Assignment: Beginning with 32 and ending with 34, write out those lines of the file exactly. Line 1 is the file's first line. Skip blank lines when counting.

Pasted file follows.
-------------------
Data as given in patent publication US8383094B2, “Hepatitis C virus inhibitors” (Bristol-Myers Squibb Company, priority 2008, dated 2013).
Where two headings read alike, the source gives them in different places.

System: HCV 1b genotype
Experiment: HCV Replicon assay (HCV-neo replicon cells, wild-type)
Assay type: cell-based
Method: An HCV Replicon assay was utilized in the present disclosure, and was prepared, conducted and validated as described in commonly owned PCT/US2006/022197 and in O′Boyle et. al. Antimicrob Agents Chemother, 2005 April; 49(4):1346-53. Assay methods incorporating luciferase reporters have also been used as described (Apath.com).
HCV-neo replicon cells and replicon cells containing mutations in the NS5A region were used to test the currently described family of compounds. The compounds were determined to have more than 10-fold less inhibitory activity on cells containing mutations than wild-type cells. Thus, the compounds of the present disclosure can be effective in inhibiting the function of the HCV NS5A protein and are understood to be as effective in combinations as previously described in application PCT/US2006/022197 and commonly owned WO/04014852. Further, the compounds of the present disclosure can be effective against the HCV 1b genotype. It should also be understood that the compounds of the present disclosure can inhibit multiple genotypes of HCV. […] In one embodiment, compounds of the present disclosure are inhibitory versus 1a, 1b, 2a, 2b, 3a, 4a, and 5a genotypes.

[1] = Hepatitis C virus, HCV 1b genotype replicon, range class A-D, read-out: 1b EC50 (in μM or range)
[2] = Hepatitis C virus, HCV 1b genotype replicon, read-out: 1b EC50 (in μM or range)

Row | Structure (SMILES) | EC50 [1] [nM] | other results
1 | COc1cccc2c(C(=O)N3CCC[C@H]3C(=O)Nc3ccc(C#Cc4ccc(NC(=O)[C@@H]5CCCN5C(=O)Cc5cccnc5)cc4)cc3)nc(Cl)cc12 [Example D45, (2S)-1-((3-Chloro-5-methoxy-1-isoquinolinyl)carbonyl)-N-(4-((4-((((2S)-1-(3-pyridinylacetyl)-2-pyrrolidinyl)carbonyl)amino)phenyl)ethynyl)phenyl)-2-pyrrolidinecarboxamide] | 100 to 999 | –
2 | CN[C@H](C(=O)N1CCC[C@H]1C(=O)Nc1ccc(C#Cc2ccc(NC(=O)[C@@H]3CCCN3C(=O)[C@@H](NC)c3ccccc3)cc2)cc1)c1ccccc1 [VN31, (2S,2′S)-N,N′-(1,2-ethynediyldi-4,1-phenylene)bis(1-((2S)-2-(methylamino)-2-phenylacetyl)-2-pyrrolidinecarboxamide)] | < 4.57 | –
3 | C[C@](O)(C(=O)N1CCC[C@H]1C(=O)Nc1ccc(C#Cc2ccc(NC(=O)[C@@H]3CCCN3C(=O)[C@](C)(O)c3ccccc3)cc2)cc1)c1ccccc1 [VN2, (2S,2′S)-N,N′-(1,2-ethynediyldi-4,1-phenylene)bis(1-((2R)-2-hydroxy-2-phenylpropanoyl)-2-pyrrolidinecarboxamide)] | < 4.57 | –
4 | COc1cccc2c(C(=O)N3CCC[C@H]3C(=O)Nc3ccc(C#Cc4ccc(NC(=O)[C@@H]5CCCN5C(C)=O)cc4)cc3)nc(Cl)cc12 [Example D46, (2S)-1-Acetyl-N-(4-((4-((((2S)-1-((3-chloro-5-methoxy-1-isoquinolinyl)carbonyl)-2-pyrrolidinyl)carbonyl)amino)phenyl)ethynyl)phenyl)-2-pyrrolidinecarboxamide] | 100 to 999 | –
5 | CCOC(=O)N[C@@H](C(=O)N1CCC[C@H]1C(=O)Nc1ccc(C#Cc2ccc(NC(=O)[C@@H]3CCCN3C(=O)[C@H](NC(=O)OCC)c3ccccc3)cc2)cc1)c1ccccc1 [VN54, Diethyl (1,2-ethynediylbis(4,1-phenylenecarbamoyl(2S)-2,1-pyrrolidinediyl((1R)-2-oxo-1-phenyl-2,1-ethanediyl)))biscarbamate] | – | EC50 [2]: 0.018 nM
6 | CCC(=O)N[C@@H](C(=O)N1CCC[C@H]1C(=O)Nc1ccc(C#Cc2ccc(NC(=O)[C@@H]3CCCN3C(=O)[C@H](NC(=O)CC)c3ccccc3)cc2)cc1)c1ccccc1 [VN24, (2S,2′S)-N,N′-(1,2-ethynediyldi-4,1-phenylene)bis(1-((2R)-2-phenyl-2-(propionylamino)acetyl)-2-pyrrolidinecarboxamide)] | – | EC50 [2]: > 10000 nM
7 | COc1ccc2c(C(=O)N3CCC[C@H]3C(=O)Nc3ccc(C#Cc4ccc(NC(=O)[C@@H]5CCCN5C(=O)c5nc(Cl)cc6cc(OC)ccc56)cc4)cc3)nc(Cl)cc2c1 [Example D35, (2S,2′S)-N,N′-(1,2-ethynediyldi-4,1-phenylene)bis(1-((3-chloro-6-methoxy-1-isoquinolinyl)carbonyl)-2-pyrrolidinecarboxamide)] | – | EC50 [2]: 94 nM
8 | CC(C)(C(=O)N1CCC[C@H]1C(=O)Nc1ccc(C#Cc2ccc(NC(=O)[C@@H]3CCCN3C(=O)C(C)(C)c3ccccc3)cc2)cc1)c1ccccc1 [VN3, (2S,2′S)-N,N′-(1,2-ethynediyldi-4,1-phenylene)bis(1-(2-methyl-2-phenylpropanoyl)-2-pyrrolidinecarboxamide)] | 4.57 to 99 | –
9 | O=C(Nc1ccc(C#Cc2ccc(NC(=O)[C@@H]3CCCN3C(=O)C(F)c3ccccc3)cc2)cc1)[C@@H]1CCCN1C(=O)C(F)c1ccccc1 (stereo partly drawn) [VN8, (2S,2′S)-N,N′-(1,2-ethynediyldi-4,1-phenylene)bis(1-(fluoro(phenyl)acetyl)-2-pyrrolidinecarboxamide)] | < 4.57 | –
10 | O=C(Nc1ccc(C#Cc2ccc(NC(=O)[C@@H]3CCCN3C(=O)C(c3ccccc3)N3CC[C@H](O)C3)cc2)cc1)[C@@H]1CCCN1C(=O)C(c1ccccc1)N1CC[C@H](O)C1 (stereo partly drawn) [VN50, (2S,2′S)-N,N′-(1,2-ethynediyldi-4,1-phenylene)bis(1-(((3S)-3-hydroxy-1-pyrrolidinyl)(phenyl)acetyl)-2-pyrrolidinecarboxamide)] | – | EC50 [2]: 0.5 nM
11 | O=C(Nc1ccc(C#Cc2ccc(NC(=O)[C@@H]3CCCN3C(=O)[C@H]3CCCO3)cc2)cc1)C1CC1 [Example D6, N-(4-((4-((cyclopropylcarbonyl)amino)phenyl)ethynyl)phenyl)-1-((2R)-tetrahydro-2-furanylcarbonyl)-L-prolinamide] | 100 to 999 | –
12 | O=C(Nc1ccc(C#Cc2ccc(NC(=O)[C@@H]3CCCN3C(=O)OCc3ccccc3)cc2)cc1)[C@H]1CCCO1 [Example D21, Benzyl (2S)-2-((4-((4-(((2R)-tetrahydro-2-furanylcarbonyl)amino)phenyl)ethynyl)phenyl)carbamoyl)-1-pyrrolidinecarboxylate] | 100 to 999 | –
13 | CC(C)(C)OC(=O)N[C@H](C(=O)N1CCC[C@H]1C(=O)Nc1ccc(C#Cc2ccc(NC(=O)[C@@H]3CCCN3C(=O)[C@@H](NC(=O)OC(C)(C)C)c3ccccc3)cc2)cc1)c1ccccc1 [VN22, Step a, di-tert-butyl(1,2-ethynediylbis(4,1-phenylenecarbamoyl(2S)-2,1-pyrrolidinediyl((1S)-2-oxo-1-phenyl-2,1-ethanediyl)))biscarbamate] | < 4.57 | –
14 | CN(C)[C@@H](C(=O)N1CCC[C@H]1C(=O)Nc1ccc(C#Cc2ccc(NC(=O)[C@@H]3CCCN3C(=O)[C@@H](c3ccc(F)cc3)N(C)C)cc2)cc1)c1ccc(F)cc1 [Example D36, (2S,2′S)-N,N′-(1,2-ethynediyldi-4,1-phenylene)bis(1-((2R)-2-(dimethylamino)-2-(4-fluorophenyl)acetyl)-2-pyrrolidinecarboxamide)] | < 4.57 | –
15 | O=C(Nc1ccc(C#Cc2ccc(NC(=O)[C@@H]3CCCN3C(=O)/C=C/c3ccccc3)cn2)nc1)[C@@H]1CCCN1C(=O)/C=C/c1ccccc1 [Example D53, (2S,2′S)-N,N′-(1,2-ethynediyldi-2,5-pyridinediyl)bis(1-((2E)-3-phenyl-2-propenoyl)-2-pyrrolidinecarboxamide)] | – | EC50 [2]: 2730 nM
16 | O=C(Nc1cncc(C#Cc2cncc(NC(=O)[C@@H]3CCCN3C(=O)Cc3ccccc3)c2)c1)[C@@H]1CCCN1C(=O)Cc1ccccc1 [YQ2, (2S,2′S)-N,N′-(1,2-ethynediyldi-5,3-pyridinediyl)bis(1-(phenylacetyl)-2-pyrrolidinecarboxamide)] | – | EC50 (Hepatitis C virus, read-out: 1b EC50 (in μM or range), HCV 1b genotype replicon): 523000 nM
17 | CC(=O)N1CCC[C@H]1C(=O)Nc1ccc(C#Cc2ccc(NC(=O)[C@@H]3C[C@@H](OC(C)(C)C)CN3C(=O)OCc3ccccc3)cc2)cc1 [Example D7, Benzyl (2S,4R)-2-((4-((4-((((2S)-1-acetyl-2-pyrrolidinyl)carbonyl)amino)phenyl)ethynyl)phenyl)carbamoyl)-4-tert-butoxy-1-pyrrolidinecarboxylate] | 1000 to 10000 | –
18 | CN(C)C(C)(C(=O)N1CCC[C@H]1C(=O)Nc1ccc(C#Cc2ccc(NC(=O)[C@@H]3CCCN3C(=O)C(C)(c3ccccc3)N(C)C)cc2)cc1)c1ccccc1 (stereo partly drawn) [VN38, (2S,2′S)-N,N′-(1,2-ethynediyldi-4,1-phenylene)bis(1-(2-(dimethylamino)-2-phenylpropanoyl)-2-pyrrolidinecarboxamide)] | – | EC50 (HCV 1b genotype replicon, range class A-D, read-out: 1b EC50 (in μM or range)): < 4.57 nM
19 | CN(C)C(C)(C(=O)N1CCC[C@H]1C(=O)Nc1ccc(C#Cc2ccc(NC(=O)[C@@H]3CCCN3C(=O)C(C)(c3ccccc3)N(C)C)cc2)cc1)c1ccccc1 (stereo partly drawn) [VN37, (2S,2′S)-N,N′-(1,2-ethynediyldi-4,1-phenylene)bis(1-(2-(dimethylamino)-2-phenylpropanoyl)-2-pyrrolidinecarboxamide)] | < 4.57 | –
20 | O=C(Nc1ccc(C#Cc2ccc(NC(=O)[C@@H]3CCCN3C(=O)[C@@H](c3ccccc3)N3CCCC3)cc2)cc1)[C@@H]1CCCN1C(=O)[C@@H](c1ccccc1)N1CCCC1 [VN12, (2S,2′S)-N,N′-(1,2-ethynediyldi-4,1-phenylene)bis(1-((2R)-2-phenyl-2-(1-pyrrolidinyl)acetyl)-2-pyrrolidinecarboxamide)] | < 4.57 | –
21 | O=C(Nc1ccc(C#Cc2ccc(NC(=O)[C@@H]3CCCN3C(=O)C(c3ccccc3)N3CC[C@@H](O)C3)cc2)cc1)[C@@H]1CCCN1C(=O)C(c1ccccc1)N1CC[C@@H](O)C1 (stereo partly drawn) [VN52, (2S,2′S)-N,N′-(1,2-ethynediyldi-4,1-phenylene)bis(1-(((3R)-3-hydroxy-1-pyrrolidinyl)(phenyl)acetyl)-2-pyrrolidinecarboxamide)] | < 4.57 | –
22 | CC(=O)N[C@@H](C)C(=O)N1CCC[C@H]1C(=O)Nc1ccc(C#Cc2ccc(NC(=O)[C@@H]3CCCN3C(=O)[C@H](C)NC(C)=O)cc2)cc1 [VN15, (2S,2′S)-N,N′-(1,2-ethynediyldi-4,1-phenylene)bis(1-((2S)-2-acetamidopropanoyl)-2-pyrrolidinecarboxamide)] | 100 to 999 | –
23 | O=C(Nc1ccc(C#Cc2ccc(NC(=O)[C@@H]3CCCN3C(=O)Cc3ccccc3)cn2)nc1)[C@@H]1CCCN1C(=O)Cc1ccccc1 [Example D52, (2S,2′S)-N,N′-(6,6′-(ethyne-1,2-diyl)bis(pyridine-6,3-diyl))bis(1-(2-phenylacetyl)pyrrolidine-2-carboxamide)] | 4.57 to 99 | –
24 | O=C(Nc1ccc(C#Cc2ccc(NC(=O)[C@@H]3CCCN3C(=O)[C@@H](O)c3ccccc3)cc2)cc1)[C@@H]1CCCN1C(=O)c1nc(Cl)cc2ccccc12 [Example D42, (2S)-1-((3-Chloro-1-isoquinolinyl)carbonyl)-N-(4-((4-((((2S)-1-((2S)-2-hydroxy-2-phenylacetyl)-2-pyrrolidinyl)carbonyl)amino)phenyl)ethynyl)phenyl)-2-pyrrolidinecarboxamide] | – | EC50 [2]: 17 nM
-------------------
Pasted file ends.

22 | CC(=O)N[C@@H](C)C(=O)N1CCC[C@H]1C(=O)Nc1ccc(C#Cc2ccc(NC(=O)[C@@H]3CCCN3C(=O)[C@H](C)NC(C)=O)cc2)cc1 [VN15, (2S,2′S)-N,N′-(1,2-ethynediyldi-4,1-phenylene)bis(1-((2S)-2-acetamidopropanoyl)-2-pyrrolidinecarboxamide)] | 100 to 999 | –
23 | O=C(Nc1ccc(C#Cc2ccc(NC(=O)[C@@H]3CCCN3C(=O)Cc3ccccc3)cn2)nc1)[C@@H]1CCCN1C(=O)Cc1ccccc1 [Example D52, (2S,2′S)-N,N′-(6,6′-(ethyne-1,2-diyl)bis(pyridine-6,3-diyl))bis(1-(2-phenylacetyl)pyrrolidine-2-carboxamide)] | 4.57 to 99 | –
24 | O=C(Nc1ccc(C#Cc2ccc(NC(=O)[C@@H]3CCCN3C(=O)[C@@H](O)c3ccccc3)cc2)cc1)[C@@H]1CCCN1C(=O)c1nc(Cl)cc2ccccc12 [Example D42, (2S)-1-((3-Chloro-1-isoquinolinyl)carbonyl)-N-(4-((4-((((2S)-1-((2S)-2-hydroxy-2-phenylacetyl)-2-pyrrolidinyl)carbonyl)amino)phenyl)ethynyl)phenyl)-2-pyrrolidinecarboxamide] | – | EC50 [2]: 17 nM